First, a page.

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It’s been clear for several years that the future of the auto industry is moving toward automated, connected, electrified and shared (ACES) vehicles—although exactly how quickly and to what extent such technologies take hold is debatable.

But it’s not just the vehicles themselves that are changing. The surrounding infrastructure also needs to be transformed to better support next-generation mobility systems.

To this end, Michigan is throwing down the gauntlet with a new initiative that aims to build on Detroit’s Motor City heritage and position the region for what’s next.

CAV City

Michigan’s vision of a Connected and Autonomous Corridor from Detroit to Ann Arbor (Images: SIP and MDOT)

On Thursday, state and local leaders in Michigan announced plans for a connected and autonomous vehicle (CAV) corridor that will run from downtown Detroit to Ann Arbor (about 42 miles) over highways and city streets.

Described as a first-of-its-kind program, the network would serve as a real-world testbed for emerging ACES technologies. This includes a mix of connected and autonomous vehicles—starting with traditional transit buses and shared mobility shuttles, then expanding to freight and personal vehicles.

Rubber, Meet Road

The proposed project gives Michigan the “opportunity to not only drive this evolution in the production of vehicles, but also on the very roads they drive on,” says Trevor Pawl, who last month was appointed to the newly created position of Michigan’s chief mobility officer.

                                                 Opportunity Zone stops

Chief among the goals of the ambitious project are to improve safety and traffic flow, while better coordinating transportation options. This includes “closing long-standing gaps in access to transit” and assisting underserved communities.

Under the plan, the corridor would include dedicated CAV lanes, high-definition mapping and V2X (vehicle-to-everything) communications capabilities that allow vehicles to share information with each other, the infrastructure and third-party partners.

Stops are planned at about a dozen “opportunity zones” to better connect the surrounding communities with local businesses, hospitals and other services, universities, transportation centers, technology parks, test tracks and automotive partners. Likely destinations include Detroit Metropolitan Airport and the University of Michigan (U-M).

What’s Next?

The announcement kicks off a 2-year feasibility study (phase one of the project) led by Sidewalk Infrastructure Partners (SIP), a New York-based smart city development group that was spun off from Google parent Alphabet Inc. last year.

SIP’s new Cavnue subsidiary will work with the Michigan Dept. of Transportation and other state agencies and industry partners to identify potential routes, services, OEM-neutral technologies and standards, costs, financing models, goals and other parameters of the project. Initial findings and a budget proposal are due to MDOT by early 2022.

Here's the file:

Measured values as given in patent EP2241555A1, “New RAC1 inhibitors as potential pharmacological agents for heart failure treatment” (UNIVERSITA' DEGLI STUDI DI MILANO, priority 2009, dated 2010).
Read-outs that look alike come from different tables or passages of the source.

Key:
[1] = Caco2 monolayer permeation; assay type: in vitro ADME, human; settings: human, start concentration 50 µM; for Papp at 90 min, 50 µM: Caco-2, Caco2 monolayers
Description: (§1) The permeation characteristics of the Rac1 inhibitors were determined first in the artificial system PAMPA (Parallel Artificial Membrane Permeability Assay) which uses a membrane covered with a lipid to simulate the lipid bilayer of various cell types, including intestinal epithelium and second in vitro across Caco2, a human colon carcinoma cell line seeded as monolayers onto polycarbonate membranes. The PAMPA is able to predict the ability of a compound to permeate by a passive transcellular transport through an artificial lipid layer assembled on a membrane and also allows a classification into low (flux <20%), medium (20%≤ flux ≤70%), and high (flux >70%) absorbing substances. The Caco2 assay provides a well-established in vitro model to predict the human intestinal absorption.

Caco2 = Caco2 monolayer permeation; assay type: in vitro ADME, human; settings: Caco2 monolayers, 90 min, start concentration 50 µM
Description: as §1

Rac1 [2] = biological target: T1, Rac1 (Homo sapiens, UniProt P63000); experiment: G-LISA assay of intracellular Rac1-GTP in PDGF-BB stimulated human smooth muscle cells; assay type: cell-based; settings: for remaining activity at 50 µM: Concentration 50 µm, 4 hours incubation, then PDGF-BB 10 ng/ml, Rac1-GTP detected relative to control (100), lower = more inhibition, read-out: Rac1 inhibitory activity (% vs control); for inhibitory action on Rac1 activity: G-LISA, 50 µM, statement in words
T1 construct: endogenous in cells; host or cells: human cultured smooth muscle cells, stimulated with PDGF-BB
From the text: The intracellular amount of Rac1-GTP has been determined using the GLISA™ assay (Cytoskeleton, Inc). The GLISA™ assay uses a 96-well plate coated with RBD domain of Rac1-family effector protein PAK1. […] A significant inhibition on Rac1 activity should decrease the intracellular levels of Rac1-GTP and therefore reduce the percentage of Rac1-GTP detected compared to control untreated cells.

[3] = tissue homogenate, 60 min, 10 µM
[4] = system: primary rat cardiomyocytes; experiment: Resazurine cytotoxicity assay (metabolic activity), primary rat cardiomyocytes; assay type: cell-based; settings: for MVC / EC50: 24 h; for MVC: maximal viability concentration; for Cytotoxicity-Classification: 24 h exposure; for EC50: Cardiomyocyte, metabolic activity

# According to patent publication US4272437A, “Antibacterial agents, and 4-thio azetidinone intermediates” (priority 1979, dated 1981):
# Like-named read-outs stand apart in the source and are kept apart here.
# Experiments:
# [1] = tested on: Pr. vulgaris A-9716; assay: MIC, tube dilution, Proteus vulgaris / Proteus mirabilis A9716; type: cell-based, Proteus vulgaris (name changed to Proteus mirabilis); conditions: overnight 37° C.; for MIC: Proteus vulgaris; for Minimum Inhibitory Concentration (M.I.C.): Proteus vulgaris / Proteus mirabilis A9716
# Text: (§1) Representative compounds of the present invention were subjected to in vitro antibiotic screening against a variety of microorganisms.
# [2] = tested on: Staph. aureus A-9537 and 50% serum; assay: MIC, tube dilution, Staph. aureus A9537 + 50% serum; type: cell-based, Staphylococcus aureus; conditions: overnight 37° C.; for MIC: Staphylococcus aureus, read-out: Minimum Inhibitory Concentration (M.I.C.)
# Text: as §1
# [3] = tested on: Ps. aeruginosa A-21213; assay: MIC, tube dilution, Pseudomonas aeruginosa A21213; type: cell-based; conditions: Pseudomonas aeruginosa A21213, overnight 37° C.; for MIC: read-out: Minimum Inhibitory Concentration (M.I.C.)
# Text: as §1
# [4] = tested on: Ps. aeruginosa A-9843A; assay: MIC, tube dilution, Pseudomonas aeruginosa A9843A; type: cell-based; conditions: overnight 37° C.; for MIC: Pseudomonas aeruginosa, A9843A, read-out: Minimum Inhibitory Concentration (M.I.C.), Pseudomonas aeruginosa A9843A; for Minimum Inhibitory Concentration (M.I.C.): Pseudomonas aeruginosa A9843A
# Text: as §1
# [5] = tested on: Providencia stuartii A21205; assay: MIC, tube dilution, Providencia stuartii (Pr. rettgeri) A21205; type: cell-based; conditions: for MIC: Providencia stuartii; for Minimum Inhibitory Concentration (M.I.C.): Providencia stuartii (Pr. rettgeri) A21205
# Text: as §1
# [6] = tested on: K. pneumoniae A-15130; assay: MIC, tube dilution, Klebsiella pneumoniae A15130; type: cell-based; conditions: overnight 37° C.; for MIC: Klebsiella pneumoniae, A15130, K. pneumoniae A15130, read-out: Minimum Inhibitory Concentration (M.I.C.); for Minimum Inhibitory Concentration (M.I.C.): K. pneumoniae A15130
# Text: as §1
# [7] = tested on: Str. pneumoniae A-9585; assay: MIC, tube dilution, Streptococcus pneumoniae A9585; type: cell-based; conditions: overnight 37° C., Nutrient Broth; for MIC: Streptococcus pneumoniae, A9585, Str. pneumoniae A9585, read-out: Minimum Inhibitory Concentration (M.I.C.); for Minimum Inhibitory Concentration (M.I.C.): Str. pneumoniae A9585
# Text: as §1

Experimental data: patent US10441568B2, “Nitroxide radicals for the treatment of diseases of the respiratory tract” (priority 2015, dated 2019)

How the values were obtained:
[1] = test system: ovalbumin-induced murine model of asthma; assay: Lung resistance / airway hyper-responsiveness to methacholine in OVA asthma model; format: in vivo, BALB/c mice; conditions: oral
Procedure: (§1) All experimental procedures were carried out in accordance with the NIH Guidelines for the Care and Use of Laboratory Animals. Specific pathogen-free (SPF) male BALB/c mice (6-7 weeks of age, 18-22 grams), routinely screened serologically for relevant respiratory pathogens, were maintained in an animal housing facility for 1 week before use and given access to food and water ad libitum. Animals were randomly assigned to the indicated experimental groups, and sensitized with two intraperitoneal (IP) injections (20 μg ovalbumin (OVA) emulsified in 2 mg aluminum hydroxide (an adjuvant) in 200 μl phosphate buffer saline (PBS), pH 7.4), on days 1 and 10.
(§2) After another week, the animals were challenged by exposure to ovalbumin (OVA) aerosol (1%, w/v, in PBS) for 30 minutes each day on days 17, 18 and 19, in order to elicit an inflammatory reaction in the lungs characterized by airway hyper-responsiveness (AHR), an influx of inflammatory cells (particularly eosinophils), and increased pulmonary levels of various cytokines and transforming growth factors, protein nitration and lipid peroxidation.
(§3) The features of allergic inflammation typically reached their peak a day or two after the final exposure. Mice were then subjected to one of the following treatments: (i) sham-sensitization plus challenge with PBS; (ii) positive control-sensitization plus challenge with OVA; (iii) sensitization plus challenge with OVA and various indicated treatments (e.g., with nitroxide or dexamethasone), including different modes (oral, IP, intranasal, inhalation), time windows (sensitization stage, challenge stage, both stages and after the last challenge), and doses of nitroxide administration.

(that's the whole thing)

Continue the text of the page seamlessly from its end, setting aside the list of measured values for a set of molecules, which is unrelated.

Ford Central Station campus

An industry advisory committee also has been set up that includes representatives from Argo AI, Arrival, BMW, Honda, Ford, General Motors, Toyota, TuSimple and Alphabet’s Waymo unit. U-M and the American Center for Mobility testing complex in nearby Ypsilanti, Mich., also are listed as partners.

If approved, the project then would move on to the construction phase. Pawl says it’s too early to set any timelines for completion or preliminary cost estimates for the project. The feasibility study will be funded by SIP.

Why it Matters

The project promises to accelerate the auto industry’s ongoing transformation toward ACES and advanced mobility services.

It also is an important part of Michigan’s strategy to fend off competition from Silicon Valley and other high-tech regions, helping to ensure Detroit and the surrounding area continue to be the U.S. epicenter for all things automotive, including an r&d hotspot for advanced technologies.

Talking Points

The announcement, which was made in front of the former Detroit central train station that Ford is converting into a new mobility tech campus, was headlined by Michigan Gov. Gretchen Whitmer and Detroit Mayor Mike Duggan. They were joined by several other state and local leaders, along with Pawl, SIP co-CEO Jonathan Winer and Ford Chairman Bill Ford.

Here are a few highlights of what they said:

Michigan Governor Gretchen Whitmer

“We are taking the initial steps to build the infrastructure to help us test and deploy the cars of the future… It will be the world’s most sophisticated roadway.” – Gov. Whitmer.

“We’re designing solutions for the way people are going to move. Smart connected vehicles, roads and public transportation.” – Bill Ford.

“It’s never been done before… Something that could change the world.” – Trevor Pawl.

“The future of mobility will be designed and built in Detroit and southeast Michigan.” – Detroit Mayor Mike Duggan.

More information about the project HERE.

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